Lagos, the endpoint of the trail, is easily accessible by train (from Faro) and by bus from various places in Portugal.
In addition, you can often also use public transport at the start or endpoint of a specific section (for example, I was able to do the last four sections as a day hike and traveled by bus from Lagos). Do some research before you leave (you can use Google Maps) because some buses only run a few times a day and not all destinations are accessible by public transport.
The sections always start and end in a village or city, so you can always eat something on the spot. Often the route also runs through another village, where you can eat something. Pay attention to this, because this is not always the case and it is wise to bring (enough) food yourself for that section.
Please note a lot of restaurants close during the winter months (usually from the second week of November), so check your options if you’re planning on hiking the trail during those months.
In most villages, there are several places where you can stay overnight. Accommodation is generally not that expensive in Portugal, you can find a great private room for as little as € 25 a night.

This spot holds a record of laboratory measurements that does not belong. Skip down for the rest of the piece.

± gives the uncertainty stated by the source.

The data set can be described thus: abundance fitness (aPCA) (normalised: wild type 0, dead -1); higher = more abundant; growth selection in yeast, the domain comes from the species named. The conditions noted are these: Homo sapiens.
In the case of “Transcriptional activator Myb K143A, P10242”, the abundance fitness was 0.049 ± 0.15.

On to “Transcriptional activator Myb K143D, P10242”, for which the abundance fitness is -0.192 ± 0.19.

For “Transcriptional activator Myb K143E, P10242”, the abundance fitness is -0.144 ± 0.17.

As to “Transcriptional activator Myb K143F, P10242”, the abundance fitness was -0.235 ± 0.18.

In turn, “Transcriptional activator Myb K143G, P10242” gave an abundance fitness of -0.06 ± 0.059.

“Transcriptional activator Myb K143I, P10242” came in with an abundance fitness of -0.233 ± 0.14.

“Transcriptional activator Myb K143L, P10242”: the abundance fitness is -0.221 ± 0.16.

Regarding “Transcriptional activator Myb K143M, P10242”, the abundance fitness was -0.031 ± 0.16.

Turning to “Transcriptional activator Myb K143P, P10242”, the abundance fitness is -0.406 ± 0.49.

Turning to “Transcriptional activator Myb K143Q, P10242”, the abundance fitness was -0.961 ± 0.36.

I always check Booking.com if I need to book accommodation. Here you’ll find lots of possibilities and you immediately see the location of the accommodation. You probably want to stay as close to the trail as possible. It’s smart to book ahead since there are not a lot of options in each village when it comes to accommodation.
Would you rather go camping? That is also possible, but keep in mind that there are almost no campgrounds along the route. You will then occasionally have to do some wild camping and that is officially not allowed in Portugal. It is often tolerated, but make sure you don’t pitch your tent too close to a town or city.
Do you not feel like carrying all your luggage and do you prefer to hike with a lighter bag? Then you can book luggage transport via this website. This service makes sure that your luggage will be picked up in hotel A and brings it to hotel B. It’s so easy! It costs 15 euros per bag per stage and every additional bag is 5 euros.
Luggage transportation is available from February to June and September to November.
What to pack?
What to pack when you’re hiking the Fisherman’s Trail? First things first, make sure to bring a good backpack. A 25 to 40-liter pack should be more than enough.
These are some great packs for the Fishermen’s Trail:
- Osprey Hikelite 32 Hiking Backpack